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In your learning journal entries, you are to explore the linkages between the theoretical content of the course; e.g., the readings and class sessions ) with your practical experience e.g., of working in a multidisciplinary team and running a bike company). As well as content (theory) from this course, you may, if appropriate, draw on material from other courses.

Ultimately, you should be considering the real difference the course is making to your thinking and behaviour.

Each learning journal entry is to be submitted electronically by creating a wiki page at 2013 2014 Learning journals.

What does a good learning journal look like?

Let's begin by looking at the common problems. Based on experience with previous classes, there are a number of common problems. First, many the main problems are:

  • Many people don't use the structure recommended by Daudelin, despite it being good one. This is the one most significant changes that most people could make when trying to improve


  • their learning journals.


  • When using theory in their journals, most


  • people use it to label things; e.g., Mary is an effective follower. Very few (if any) people are using theory to either explain what is happening, or predict what might happen. This is closely tied to the structure of people's journals (i.e, not substantively addressing a real issue). My assumption is that this is partly because people aren't drawing on particular theory to address a particular problem; instead they are drawing on the 'theory of the week'. I really encourage you to use Daudeline's approach, select theory that supports that issue (and that won't necessarily be theory of the week), and finally, use theory for more than just labeling.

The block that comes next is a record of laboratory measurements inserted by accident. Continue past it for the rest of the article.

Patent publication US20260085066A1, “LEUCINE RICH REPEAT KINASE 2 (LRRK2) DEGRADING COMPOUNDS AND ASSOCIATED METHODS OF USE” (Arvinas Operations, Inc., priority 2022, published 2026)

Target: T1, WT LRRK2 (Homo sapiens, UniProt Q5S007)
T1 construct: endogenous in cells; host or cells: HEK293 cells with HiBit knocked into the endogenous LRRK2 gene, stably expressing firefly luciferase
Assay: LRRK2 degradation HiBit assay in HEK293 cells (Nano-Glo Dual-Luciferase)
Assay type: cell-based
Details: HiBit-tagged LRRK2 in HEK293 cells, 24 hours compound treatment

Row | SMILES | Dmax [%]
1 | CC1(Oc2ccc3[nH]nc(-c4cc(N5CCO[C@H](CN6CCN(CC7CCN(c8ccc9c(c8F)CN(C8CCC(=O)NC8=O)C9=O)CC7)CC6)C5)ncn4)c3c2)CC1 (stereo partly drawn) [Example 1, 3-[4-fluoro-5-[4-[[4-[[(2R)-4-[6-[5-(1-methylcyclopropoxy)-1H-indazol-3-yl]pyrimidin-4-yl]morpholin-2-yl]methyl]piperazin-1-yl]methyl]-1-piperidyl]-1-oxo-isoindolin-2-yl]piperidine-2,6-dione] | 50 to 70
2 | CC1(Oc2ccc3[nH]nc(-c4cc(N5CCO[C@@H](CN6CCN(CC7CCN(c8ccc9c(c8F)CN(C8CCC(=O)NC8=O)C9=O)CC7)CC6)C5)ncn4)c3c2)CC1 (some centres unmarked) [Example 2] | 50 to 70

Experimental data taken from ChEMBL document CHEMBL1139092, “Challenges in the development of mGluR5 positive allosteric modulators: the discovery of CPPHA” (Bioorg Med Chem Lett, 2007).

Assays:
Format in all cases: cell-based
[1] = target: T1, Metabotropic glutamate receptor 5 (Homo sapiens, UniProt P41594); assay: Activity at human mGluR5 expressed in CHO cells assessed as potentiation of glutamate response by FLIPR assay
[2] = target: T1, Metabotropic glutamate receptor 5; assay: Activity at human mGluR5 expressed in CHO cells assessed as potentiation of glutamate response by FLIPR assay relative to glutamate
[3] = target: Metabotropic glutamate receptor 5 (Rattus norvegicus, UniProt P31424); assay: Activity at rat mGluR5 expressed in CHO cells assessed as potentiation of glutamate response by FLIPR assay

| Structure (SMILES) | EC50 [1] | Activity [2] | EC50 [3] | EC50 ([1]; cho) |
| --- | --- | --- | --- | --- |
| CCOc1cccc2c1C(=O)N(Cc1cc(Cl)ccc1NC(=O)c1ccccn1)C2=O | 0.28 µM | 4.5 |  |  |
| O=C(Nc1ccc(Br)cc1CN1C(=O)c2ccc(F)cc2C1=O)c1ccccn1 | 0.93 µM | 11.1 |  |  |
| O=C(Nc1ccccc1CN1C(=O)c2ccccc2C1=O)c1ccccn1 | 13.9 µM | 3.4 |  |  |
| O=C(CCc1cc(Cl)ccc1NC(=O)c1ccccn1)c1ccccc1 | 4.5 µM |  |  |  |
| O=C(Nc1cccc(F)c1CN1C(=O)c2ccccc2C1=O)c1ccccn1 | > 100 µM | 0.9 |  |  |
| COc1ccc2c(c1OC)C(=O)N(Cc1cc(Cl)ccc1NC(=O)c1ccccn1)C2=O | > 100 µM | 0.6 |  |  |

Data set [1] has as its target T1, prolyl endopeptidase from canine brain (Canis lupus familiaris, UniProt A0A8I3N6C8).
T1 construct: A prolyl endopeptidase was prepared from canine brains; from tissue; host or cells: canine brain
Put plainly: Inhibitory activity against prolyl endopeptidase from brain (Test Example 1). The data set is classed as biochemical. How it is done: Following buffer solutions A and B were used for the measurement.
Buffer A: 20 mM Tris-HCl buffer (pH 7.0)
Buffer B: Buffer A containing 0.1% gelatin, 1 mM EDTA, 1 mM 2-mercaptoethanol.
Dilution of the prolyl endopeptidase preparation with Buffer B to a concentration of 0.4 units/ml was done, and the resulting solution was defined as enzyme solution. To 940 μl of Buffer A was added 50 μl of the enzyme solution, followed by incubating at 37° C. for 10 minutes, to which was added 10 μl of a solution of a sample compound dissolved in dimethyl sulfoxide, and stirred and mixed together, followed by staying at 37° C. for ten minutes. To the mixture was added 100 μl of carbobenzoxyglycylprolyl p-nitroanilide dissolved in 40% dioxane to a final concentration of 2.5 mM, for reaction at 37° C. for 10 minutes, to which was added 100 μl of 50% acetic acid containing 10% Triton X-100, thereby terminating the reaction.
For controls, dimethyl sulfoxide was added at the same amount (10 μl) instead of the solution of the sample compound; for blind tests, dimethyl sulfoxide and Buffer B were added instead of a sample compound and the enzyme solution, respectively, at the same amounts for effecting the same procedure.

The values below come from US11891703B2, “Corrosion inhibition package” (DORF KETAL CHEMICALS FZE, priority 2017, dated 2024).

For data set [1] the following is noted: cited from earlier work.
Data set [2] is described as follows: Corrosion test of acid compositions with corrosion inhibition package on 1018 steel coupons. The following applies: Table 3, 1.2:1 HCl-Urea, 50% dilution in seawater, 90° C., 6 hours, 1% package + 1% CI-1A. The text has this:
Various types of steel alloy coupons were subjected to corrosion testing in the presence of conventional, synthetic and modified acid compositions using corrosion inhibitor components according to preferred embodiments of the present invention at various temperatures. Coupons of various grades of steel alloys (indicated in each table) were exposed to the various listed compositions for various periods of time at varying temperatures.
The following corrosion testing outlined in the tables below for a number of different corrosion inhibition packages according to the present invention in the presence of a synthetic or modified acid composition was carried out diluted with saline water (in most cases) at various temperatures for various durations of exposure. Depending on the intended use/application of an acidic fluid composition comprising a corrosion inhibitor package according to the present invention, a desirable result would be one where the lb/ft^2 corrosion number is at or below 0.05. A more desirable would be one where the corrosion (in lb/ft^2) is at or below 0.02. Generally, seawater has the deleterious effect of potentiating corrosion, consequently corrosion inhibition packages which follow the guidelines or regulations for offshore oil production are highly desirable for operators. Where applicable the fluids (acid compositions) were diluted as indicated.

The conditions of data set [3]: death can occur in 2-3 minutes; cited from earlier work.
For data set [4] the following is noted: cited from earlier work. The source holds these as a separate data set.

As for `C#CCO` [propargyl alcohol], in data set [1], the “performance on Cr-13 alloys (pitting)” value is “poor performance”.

• Finally, many people write a 'stream of conscious', rather than reflecting upon the week's learning and writing up that reflection.

Peer feedback on journals

Each week you must provide feedback/comments on the learning journals of two of your peers. In other words, you need to write 20 sets of feedback. You can comment on the do this by commenting on your allocated journals directly on the wiki. Your goal in providing feedback is to help the author do a better job next time. If you feedback does not achieve that, than the author can rightly complain about the quality of your feedback. The feedback should, as a minimum, address:

  • How well the journal meets the guidelines provided by Daudlin (1996).
  • The extent to which the journal demonstrates achievement in the higher levels of Bloom et al.'s (1956 ) taxonomy of the cognitive domain.
  • The quality of the writing.

    NoteYou will be given the details of peers that you are to review.


In all cases, you should suggest how they might improve their journal; it is insufficient to point out the weaknesses in their journal without suggest specific actionable ways they might improve.


Summative Learning Journal

Drawing on your weekly journal entries, you are to write a final, summative journal entry of between 2,000 and 3,000 words. You are to submit your final journal via Turn It In. You should not submit your summative journal to this wiki. Only Your weekly learning journals are not graded; only your Summative learning journal will be graded.